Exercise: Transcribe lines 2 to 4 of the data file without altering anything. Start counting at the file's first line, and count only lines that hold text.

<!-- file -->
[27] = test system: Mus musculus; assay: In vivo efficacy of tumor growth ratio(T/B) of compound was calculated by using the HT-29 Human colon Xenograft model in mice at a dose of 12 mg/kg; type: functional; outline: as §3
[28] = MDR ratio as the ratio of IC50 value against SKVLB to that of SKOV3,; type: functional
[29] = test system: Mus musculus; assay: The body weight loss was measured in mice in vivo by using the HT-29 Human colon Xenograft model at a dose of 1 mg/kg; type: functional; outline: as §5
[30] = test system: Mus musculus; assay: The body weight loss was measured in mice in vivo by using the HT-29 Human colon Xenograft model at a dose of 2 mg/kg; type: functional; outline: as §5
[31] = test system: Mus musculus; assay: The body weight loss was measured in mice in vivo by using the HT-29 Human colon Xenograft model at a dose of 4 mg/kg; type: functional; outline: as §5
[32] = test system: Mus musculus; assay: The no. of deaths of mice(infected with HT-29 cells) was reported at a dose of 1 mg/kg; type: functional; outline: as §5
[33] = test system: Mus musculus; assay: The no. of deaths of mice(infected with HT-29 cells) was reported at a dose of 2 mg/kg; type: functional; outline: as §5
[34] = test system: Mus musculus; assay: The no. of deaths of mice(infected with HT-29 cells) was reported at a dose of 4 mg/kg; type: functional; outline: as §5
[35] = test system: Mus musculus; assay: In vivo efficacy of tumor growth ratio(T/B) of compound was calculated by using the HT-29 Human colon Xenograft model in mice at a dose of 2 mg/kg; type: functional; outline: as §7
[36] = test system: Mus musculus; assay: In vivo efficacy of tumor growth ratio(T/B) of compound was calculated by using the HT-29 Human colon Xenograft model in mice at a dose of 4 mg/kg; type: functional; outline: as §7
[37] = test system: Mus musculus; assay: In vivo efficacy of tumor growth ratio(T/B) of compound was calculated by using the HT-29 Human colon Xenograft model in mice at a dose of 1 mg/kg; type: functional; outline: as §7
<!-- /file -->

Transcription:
[28] = MDR ratio as the ratio of IC50 value against SKVLB to that of SKOV3,; type: functional
[29] = test system: Mus musculus; assay: The body weight loss was measured in mice in vivo by using the HT-29 Human colon Xenograft model at a dose of 1 mg/kg; type: functional; outline: as §5
[30] = test system: Mus musculus; assay: The body weight loss was measured in mice in vivo by using the HT-29 Human colon Xenograft model at a dose of 2 mg/kg; type: functional; outline: as §5